Strong and sustained commitment to teaching
Apr 21, 2017 | Atlanta
Andrew Zangwill is the recipient of the 2017 Class of 1940 W. Howard Ector Outstanding Teacher Award. Zangwill is a professor in the School of Physics. His selection is based on his outstanding teaching record, exemplary service, and leadership.
Students praise Zangwill’s dedication, passion, and effectiveness.
He displays “great enthusiasm for, and depth of scholarship in, the subject” he teaches, says one former student. “His lectures are well-prepared and engaging. Instead of set office hours he welcomes and encourages students to ask questions any time,” another former student says. “Succeeding in his class gave me the confidence that I could actually do physics, something that I honestly doubted before,” this student says. Zangwill “cares about every student in his class,” another student says. “He wants all of us to succeed, and for those of us who were struggling, he gave extra help.”
Zangwill is unique in having taught almost all the required courses in the B.S. and Ph.D. programs, as well as all the introductory courses, says School of Physics Chair Pablo Laguna. “That’s an amazing feat not easily achieved and requiring an outstanding breadth of knowledge in physics.”
For all the courses Zangwill has taught, his overall teaching effectiveness scores have been consistently high, averaging 4.8/5 over 31 semesters. “These scores show strong commitment to being a good teacher,” Laguna says, “not only for School of Physics students but for all Georgia Tech students.”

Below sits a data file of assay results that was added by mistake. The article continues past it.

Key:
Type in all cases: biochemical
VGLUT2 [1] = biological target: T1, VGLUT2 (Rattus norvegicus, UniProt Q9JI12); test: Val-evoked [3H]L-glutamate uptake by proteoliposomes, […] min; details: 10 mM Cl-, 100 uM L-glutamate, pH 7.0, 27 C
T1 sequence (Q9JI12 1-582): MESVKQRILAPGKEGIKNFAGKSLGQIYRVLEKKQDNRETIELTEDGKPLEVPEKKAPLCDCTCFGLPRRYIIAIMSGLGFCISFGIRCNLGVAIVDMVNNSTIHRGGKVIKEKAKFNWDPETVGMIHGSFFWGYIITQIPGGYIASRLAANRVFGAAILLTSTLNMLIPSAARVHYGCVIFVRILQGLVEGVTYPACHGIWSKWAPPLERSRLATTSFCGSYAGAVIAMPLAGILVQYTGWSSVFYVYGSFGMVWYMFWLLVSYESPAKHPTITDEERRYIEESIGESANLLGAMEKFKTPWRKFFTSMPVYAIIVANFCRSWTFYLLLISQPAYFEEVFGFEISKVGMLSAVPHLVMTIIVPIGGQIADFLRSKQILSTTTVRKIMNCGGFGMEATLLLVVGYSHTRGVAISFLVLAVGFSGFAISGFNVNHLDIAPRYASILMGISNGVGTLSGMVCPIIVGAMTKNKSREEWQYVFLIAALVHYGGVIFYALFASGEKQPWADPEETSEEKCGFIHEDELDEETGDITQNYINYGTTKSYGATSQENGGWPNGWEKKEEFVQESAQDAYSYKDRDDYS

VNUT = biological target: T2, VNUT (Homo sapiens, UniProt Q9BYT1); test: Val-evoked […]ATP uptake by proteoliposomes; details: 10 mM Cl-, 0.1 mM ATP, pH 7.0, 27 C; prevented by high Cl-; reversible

From 2004 to January 2017, Zangwill was the associate chair for graduate programs in the School of Physics. “His top priorities were always the education and well-being of graduate students,” Laguna says. Among his initiatives was eliminating qualifying exams. Zangwill convinced the school by showing a strong correlation between grades in first-year classes and success in the qualifying exam, indicating that the exam adds no new information.
Physics graduate students welcomed the change. They became more engaged with their courses, they were less stressed, and they could dedicate their first summer to research rather than reviewing for the exam.
Zangwill has written two textbooks. Physics at Surfaces, published in 1988, is a graduate-level introduction to the physics and chemical physics of solid surfaces. Modern Electrodynamics, published in 2012, is a graduate-level textbook for electrodynamics.
The electrodynamics book has received rave reviews, some of which are featured in Amazon.com. “Because of its clarity and insight,” Laguna says, “this book has become the standard text not only in our school but at many physics departments throughout the country.”
Zangwill’s influence on physics education at Georgia Tech cannot be overstated. “He has permanently changed my direction as a scientist,” says one Ph.D. student. “I now confront research problems with the tools and perspectives he taught me through his lectures and textbook.
“I am glad that the Ector award for teaching exists at Georgia Tech,” Zangwill says. “We are a heavily research-oriented institution, but it’s nice to see that Tech also recognizes and celebrates faculty members who have also made a strong and sustained commitment to teaching.”